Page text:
What’s Brewing in the World of Coffee and Tea: Function and Flavor, Fast

BY Crystal Shi TIMEMarch 15, 2018 PRINT

NEW YORK—Ancient herbs, bubbly brews, and frothy tops took the stage at the 13th annual Coffee & Tea Festival NYC, where coffee-makers and tea connoisseurs from around the world convened to pour their best blends and brews on March 10 and 11.

Coffee and tea have evolved far beyond your simple morning cuppa. As consumers become more discerning and more adventurous, the versatile drinks are taking on new roles as nutritional supplements, craft specialties, and fast and easy refreshments.

Here are some of the top trends brewing in the coffee and tea industries.

Focus on Functionality

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REBBL’s line of coconut milk “elixirs” are powered by adaptogenic “super-herbs.” (Courtesy of REBBL)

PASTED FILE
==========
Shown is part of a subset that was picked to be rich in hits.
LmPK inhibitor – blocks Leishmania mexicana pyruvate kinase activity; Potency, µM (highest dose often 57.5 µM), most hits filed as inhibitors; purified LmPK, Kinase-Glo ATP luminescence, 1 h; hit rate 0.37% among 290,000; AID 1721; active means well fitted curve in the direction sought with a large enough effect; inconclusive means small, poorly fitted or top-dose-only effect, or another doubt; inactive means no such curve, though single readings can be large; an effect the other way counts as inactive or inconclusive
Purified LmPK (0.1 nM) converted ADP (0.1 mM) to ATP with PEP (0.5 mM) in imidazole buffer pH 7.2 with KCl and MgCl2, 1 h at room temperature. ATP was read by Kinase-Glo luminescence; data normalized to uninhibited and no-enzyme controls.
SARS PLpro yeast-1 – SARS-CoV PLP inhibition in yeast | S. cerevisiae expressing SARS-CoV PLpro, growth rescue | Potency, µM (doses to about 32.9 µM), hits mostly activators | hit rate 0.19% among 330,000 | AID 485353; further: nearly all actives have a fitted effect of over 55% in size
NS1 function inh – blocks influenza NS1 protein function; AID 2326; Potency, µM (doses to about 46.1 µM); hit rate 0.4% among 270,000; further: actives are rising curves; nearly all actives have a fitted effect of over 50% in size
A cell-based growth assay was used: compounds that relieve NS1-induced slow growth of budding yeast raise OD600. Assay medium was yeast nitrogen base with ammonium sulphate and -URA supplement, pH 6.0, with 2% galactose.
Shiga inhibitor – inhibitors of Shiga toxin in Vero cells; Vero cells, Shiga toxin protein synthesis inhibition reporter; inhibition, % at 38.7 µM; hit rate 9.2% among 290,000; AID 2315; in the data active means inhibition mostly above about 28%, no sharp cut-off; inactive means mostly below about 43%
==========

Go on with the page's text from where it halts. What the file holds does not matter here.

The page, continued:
The wellness trend is on the rise everywhere, with health-conscious consumers seeking out clean labels with natural and organic ingredients, as well as additional nutritional perks. For coffee and tea, that means beverages packed with functional ingredients or brewed with health-boosting processes, which promise benefits from better digestion to jitter-free energy.

Among a rising cast of functional ingredients, anti-inflammatory turmeric remains in the spotlight, starring in lively golden milk lattes and spiced tea blends. Adaptogenic herbs, long used by ancient Ayurvedic and Chinese medicinal practices to reduce stress and restore balance to the body, are also growing in popularity. Denver-based Teatulia incorporates tulsi (holy basil) and eleuthero (Siberian ginger) into its blends, while California’s Rebbl has established a line of ready-to-drink, herb-powered “elixirs,” including chai infused with ashwagandha, and cold-brew coffee spiked with maca.

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Teatulia’s Tulsi Infusion highlights the sacred Indian herb. (Courtesy of Teatulia)